This film does have Fred Astaire going for it, in his last singing and dancing role as the man who stole gold from a leprechaun and wants to plant it near Fort Knox so that it will breed more gold.  He is charming and it reminds me of the roles he would play in the 30’s, when there always seemed to be something sneaky behind his smile.  But no one else in the film is particularly good (Petula Clark could definitely sing, but I don’t think much of her acting and she’s singing songs I don’t much care for).

There were a lot of musicals in the 50’s that I didn’t much care for but had to watch again for this project because the WGA for almost 20 years had a Best Written Musical category.  This is the last year of that category and this is the last film that I had to re-watch because of that category.  A lot of those films would have been fine to watch if I had liked the music (which I usually didn’t) but with this film, with Coppola wanting to make more of a new Hollywood film while the studio (and the star) just wanted an old fashioned show made on soundstages, combined with out-of-date humor is something different than me just not caring for the songs.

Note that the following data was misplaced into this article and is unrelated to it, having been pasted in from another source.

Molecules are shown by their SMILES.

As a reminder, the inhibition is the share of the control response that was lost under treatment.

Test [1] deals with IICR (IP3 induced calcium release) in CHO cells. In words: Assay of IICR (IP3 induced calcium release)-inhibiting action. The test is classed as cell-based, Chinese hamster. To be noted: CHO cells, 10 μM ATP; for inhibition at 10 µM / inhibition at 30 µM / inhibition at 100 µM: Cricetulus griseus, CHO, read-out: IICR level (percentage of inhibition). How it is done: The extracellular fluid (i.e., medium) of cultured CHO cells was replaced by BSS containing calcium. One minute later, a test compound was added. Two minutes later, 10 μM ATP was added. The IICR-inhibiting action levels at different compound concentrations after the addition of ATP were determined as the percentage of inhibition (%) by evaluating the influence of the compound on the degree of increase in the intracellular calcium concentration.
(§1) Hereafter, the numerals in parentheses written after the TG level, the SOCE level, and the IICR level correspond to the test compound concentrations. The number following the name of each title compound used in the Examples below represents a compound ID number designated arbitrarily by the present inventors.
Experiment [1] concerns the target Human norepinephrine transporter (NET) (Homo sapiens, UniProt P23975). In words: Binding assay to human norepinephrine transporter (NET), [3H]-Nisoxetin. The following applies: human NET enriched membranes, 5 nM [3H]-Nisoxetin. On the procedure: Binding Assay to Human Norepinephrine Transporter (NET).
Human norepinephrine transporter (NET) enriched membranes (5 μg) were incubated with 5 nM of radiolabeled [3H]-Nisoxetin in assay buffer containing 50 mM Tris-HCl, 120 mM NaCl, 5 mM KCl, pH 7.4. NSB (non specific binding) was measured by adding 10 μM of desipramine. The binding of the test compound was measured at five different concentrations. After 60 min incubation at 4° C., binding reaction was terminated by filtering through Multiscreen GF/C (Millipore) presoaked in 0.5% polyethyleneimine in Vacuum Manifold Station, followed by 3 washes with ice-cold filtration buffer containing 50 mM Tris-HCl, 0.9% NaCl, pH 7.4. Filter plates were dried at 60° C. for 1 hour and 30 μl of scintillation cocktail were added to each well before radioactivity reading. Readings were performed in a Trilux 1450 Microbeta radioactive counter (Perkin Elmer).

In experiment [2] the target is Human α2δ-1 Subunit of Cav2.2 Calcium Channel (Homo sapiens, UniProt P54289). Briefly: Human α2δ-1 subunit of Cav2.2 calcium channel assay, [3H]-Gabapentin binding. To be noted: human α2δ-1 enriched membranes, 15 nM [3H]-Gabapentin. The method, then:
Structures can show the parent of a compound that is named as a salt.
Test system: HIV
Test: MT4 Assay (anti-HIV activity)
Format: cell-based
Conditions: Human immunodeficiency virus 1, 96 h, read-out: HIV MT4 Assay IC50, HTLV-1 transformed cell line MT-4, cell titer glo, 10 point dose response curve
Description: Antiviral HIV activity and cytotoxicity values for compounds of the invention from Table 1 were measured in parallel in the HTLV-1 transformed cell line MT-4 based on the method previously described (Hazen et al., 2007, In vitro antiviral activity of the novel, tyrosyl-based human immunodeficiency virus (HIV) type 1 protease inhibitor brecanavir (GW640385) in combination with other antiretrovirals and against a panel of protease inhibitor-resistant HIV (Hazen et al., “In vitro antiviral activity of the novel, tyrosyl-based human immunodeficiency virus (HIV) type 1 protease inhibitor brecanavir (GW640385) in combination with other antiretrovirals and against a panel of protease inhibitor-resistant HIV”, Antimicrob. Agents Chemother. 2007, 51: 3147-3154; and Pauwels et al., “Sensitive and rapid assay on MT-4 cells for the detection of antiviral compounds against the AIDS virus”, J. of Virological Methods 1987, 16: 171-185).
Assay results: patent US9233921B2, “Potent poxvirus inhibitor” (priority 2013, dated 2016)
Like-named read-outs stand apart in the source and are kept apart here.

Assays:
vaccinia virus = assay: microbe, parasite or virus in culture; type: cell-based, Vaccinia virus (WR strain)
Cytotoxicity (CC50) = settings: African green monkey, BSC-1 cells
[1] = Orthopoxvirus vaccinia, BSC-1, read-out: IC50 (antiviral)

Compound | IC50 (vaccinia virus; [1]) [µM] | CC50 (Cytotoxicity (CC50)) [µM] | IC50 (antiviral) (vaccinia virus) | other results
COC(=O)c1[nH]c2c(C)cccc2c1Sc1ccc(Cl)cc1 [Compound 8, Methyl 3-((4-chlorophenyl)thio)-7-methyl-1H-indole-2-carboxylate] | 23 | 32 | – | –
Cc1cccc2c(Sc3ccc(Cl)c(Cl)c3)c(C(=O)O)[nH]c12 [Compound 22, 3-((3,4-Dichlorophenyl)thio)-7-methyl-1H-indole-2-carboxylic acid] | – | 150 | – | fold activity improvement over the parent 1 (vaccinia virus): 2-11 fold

The Source:

Finian’s Rainbow: A Musical Satire by E. Y. Harburg & Fred Saidy (1947)

This must have been a risky thing in 1947, a Musical in which a racist senator from Missitucky (yes, two combined states) ends up becoming black because of a wish near a leprechaun’s pot of gold.  And, though I might not think much of the songs, it was choreographed by Michael Kidd, so I imagine that the dancing was a sight to see in that original production.

Of course, none of that changes the songs or the silliness of the two romantic plots (the young man and the daughter of Finian, the Irish dreamer who stole the gold in the first place, as well as the leprechaun himself and the deaf sister of the young man).  So, the strengths of this come from the satire and even that includes some lame attempts at humor – it’s the basic idea that really does something there.

The Adaptation:

There are a few things that were updated, since the original Broadway show came out in 1947 and the film was released in 1968.  Those include the changing of a couple of occupations and changing a couple of cultural references in the songs.  Other than that, the play comes fairly untouched to the screen as it was on the stage.